Former NFL Commissioner Paul Tagliabue (1989-2006) was nominated as a finalist for the Pro Football Hall of Fame’s 2017 class by the contributor's committee on August 16th. He will be voted by the selection committee on Saturday, February 4th, 2017 for possible election into the Pro Football Hall of Fame
Tagliabue became the 7th chief executive of the NFL on October 26, 1989 when he was selected on the 12th ballot by club owners to succeed then-Commissioner Pete Rozelle.
He brought leadership credibility to the NFL league office after the unstable decade of the 1980s. He strengthened the NFL Commissioner’s office by consolidating authority over labor and league business units into his domain.
Tagliabue brought labor peace to pro football thru a landmark 1993 collective bargaining agreement with the players union. The new CBA for the first time established a salary cap-free agency mechanism which remains in effect to this day. The NFL was the only league not to experience a labor stoppage during his 17 years in office.
Tagliabue also led change in the on-field culture of the league with rules changes to enhance player safety. The NFL’s Personal Conduct Policy was established in 1997 for all NFL employees and was a first in sports.
The NFL in 1990 became the first league with year-round random steroid testing. Tagliabue was the first commissioner to take the initiative to address concussions in sports by appointing a panel of experts to a Mild Traumatic Brain Injury Committee. He also arranged for the NFL to contribute millions of dollars to concussion research studies.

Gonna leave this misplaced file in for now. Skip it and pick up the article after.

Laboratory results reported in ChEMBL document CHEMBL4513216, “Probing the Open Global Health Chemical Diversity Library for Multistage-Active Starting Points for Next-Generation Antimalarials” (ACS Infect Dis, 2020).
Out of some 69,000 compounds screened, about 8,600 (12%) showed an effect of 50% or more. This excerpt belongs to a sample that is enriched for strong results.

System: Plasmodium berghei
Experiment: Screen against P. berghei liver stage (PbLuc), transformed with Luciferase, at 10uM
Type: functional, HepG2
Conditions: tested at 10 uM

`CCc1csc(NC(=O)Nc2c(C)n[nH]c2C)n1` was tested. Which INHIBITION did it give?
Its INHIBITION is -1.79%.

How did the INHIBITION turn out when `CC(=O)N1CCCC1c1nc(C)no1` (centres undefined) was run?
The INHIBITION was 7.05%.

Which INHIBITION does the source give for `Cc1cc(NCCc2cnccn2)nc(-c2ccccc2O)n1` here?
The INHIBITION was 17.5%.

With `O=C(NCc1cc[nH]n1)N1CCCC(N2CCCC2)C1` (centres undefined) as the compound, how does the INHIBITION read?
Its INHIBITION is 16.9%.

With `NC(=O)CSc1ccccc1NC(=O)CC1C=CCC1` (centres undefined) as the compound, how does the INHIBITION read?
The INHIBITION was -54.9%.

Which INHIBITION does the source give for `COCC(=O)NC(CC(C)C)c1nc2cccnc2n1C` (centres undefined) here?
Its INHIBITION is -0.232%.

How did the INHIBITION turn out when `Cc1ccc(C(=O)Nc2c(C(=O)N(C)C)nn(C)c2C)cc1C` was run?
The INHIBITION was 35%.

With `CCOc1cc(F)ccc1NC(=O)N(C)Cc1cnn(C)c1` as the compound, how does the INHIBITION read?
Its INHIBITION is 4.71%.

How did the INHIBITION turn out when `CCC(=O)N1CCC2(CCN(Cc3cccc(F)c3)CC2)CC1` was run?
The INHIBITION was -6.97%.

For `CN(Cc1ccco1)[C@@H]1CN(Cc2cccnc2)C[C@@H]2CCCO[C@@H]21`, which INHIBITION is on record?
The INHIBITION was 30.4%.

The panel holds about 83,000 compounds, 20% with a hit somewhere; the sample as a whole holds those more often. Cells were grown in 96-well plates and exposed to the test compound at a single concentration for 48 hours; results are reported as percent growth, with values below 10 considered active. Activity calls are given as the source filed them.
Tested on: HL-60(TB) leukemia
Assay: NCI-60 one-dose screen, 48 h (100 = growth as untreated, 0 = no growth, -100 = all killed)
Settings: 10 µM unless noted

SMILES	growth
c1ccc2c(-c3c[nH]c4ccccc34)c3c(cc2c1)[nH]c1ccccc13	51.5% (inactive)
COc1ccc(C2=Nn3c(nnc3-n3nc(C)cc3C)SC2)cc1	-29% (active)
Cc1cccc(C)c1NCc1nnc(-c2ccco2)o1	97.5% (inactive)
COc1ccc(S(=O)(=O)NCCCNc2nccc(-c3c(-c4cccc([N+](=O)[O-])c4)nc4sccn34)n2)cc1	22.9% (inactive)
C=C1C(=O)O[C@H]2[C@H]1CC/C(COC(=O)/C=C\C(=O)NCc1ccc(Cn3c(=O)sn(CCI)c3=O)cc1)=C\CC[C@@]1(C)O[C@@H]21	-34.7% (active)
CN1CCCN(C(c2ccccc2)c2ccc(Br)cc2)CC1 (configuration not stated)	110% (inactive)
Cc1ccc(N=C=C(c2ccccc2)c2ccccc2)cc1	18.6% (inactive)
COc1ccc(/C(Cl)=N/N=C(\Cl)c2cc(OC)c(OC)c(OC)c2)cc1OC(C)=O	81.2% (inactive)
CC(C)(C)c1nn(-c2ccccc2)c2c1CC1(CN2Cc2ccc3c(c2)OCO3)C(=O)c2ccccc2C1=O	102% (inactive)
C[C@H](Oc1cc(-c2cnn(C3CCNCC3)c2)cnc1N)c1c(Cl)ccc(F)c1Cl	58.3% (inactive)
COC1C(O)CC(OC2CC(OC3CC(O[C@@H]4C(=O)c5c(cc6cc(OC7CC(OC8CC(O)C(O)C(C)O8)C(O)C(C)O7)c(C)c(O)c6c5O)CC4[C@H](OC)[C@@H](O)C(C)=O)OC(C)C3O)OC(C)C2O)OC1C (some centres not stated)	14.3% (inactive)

The League during Tagliabue’s administration expanded from 28 to 32 teams which is the most in professional sports. He helped establish the first league stadium funding program which resulted in the construction or major restoration of more than 20 stadiums around the NFL.
The NFL under Tagliabue greatly expanded diversity in League hiring practices thru the Rooney Rule and his leadership was hailed around the country when he removed the playing of a Super Bowl from the state of Arizona over the Martin Luther King, Jr holiday issue.
The NFL Network was launched by Tagliabue and the clubs in 2003. They also helped expand the satellite and cable television industries by creating a Sunday Ticket package of games via satellite and by creating a full season of Sunday night games on cable TV.
With the goal of creating new NFL fans, the NFL established NFL International Week in 1990 which for the first time showcased preseason games in four markets outside the USA. In 1994, the NFL announced the formation of a joint venture with Fox to create a six-team World League to begin play in Europe the following spring.
Tagliabue as Commissioner also made the development and protection of youth football a priority. The NFL and NFLPA in 2002 endowed USA Football which has become the national governing body for amateur football in this country.
League-wide revenues during Tagliabue’s 17 years as Commissioner increased from $900 million to $6.5 billion.
Tagliabue served as the League’s chief outside legal counsel for more than a decade before he became Commissioner. He began working for Covington & Burling law firm in 1969 after a stint in the US Department of Defense.
He earned his undergraduate degree at Georgetown University and his law degree from NYU in New York.
Back to news